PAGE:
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March 7, 2006

Tinkerville, Brooklyn

Have I mentioned that I love term papers? I had never realized it before, but I really do. Research is fun, particularly when you are studying something in your own neighborhood. And especially when you stumble upon an article like I did last night.

Tinkerville! Who wants to live in Tinkerville? You might already. If you reside in current day Red Hook, Brooklyn, there is a chance that you are living in one of the following (loosely definied) "municipalities": Tinkerville, Bunkerville, Slab City, Sandybank and (my personal favorite) Texas.

I found this information in a rather scathing 1872 Brooklyn Daily Eagle article entitled "Thirty Years in the Slums" (December 2, 1872, p. 4). It is a "retrospective" of Red Hook Point and its outlying areas, looking back to 1842. The author has a stellar opinion of the area, beginning the second paragraph with the following praise: RED HOOK POINT stands out in bold relief as being the grand central and amalgamated cesspool and sink of low life in Brooklyn. [Red Hook Point was where Van Brunt Street ended, probably where the Beard Street warehouses are now.]

The article goes on to talk about one of Red Hook's first labor riots (1846), how Red Hook�s marshes were filled in (in many areas, with dirt from Bergen Hill), how streets were named (King Street after a "ragpicker" turned landowner named, you guessed it, King) and how each area had gotten it's name (names that I had never before heard of).

SO! If you live in Red Hook, here is a new name for your area of the neighborhood:

  • Tinkerville: The area around Columbia, Richards, and Van Brunt streets (Special tidbit: "in days gone by was governed by a tall and gaunt looking fellow nicknamed 'Holy Dick,' owing to the fact that in his dealings with his customers where he mended one hole he generally left the article, whatever it might be, in such a state that two more were certain to require his further services before the week was out.")
  • Slab City (aka Bunkerville): The area around Hoyt and Bond, Fourth and Fifth streets, named as such for the slabs of lumber that were used to construct the shanties in the area
  • Slickville (aka Sleekeville): The area at the foot of Hamilton avenue, Luqueer, Nelson and Hicks streets. If you lived here in 1842, you probably lived in a swamp. Or, as the author of the article notes, "in swampy desperation."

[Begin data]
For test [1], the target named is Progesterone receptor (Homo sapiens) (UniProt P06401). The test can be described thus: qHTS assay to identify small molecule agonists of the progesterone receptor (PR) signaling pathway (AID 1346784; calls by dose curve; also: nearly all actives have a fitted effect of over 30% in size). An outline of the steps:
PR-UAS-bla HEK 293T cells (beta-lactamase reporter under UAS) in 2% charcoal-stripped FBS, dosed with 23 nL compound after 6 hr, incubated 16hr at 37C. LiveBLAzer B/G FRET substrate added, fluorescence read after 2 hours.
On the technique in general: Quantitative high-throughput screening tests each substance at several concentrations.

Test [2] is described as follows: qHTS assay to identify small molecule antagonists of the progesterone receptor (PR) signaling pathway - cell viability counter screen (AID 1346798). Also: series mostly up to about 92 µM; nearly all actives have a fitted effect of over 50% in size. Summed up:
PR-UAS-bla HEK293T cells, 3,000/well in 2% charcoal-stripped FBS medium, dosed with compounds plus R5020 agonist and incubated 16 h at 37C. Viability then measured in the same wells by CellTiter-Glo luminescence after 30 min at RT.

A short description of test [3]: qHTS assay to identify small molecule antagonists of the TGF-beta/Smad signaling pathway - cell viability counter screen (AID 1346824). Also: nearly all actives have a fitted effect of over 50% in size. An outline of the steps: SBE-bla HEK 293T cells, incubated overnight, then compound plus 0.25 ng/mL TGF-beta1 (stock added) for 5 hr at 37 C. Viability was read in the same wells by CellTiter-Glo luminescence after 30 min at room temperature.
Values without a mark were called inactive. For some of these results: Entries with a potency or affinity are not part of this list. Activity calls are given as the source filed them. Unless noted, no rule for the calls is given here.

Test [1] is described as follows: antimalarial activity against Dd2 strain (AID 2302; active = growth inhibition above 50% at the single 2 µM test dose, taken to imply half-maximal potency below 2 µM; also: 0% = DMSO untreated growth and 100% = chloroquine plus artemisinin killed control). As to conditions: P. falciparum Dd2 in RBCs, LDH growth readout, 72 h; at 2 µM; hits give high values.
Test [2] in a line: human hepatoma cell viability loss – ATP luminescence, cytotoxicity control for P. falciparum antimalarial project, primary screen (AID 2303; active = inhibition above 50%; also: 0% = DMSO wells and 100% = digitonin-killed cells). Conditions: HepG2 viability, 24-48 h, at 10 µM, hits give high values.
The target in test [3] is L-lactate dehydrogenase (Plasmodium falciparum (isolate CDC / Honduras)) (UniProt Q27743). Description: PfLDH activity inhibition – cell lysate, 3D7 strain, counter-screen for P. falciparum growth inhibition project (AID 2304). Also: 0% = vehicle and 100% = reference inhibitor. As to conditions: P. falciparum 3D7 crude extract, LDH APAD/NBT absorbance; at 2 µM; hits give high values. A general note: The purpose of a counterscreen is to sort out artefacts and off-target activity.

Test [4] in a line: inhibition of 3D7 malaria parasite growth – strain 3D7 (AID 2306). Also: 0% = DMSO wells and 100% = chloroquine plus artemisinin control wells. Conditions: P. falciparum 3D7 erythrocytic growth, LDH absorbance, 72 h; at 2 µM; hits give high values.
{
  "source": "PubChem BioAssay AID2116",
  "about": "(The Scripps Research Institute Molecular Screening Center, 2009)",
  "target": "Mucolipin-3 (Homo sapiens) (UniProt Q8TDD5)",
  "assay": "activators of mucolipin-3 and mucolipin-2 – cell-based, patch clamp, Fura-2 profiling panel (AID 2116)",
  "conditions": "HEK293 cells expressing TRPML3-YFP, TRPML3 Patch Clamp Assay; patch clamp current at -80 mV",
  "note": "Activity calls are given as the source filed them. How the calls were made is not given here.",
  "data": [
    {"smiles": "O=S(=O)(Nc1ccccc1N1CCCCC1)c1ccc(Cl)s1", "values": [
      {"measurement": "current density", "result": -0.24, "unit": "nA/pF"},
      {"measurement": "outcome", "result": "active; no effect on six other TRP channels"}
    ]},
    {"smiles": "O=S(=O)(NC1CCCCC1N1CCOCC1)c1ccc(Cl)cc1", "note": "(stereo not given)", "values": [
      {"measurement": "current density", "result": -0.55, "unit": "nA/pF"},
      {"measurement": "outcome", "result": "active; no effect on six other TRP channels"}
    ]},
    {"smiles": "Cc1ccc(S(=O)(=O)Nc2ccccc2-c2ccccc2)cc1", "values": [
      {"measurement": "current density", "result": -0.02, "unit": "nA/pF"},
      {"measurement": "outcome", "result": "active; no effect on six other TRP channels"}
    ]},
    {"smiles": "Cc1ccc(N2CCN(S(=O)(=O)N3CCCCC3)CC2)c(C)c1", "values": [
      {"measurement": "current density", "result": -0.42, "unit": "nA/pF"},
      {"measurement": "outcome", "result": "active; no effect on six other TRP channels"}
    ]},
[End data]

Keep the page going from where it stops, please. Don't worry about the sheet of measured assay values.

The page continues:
• Texas: Near the old Hamilton Avenue Bridge, named after the 1846 labor riot.

I love the Brooklyn Daily Eagle. I wish every single article were digitized.

Posted by callalillie at March 7, 2006 6:35 AM | History , Red Hook


I'm going to be looking for an opportunity to use "in swampy desparation!"

Posted by: mark at March 7, 2006 9:41 AM

Wow. Love that. Also, because of you, I've been mesmerized with my streets in the past weeks, having finally figured out what those coal vaults are that you mentioned earlier. We don't seem to have one, but all my neighbors do.

Posted by: beth at March 7, 2006 10:20 AM

I am intrigued!
Is the Brooklyn Daily Eagle on Microfilm? Where are you performing your primary research?
What is your term paper on?
(I love term papers too!)
I will send you the one (that really needs to be revised) on Weeksville in Brooklyn if you are interested in the "villes"

Posted by: Tiya at March 7, 2006 10:35 AM

Half of the Eagle is online through the Brooklyn Public Library. It's kind of a pain in the ass to search, however you can find great information.

My term paper is looking at the architectural and social history of one of the oldest school buildings in Red Hook. I stumbled upon this article the other night while doing a for fun blind search of "Red Hook."

Posted by: corie at March 7, 2006 11:14 AM

You used to be able to get your paws on the actual copies of the old Eagles at the Brooklyn Historical Society. But I think the digital project is designed to avoid that.

Posted by: Bill at March 7, 2006 12:28 PM

The digital version does 1841-1904, I think, which is a pity because I really need 1904-1950. The DB is searchable but clumsy. Still better than the alternative, which I am heading for next week to check out the later dates.

Posted by: corie at March 7, 2006 12:30 PM

I think the Brooklyn Business Library has many of the Eagles on microfilm as well as reference copies of its annual yearbook. Some of the yearbooks have excellent color maps.


Posted by: Kevin Walsh at March 7, 2006 1:20 PM

If you comb the auction web sites (not only eBay, but icollector.com, liveauctions.com, proxibid.com, ebayliveauctions.com, you should find an occasional auction of paper and ephemera that includes original copies of the Eagle. I bought a copy for ten bucks a year or so ago and love to open to a random page and read about life in Bklyn a hundred years ago. Of course my copy is not in collectible condition, but it is certainly worth ten bucks!

Posted by: famdoc at March 7, 2006 2:20 PM

Very timely post. Check out Dennis Hamill's column in today's Daily News: http://www.nydailynews.com/03-06-2006/city_life/tech/story/397599p-336782c.html

Posted by: Dave at March 7, 2006 11:47 PM

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